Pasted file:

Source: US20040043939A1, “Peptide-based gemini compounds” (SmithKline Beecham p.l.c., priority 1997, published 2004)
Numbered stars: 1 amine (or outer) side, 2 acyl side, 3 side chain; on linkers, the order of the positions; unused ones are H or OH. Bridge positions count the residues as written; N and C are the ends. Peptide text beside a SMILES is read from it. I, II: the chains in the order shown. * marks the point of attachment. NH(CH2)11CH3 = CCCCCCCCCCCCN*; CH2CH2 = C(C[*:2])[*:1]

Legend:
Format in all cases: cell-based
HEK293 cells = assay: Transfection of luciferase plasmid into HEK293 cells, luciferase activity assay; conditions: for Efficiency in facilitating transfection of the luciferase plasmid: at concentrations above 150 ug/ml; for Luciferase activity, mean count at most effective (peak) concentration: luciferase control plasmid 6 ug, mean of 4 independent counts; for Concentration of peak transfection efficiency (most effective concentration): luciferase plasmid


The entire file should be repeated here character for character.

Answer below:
Source: US20040043939A1, “Peptide-based gemini compounds” (SmithKline Beecham p.l.c., priority 1997, published 2004)
Numbered stars: 1 amine (or outer) side, 2 acyl side, 3 side chain; on linkers, the order of the positions; unused ones are H or OH. Bridge positions count the residues as written; N and C are the ends. Peptide text beside a SMILES is read from it. I, II: the chains in the order shown. * marks the point of attachment. NH(CH2)11CH3 = CCCCCCCCCCCCN*; CH2CH2 = C(C[*:2])[*:1]

Legend:
Format in all cases: cell-based
HEK293 cells = assay: Transfection of luciferase plasmid into HEK293 cells, luciferase activity assay; conditions: for Efficiency in facilitating transfection of the luciferase plasmid: at concentrations above 150 ug/ml; for Luciferase activity, mean count at most effective (peak) concentration: luciferase control plasmid 6 ug, mean of 4 independent counts; for Concentration of peak transfection efficiency (most effective concentration): luciferase plasmid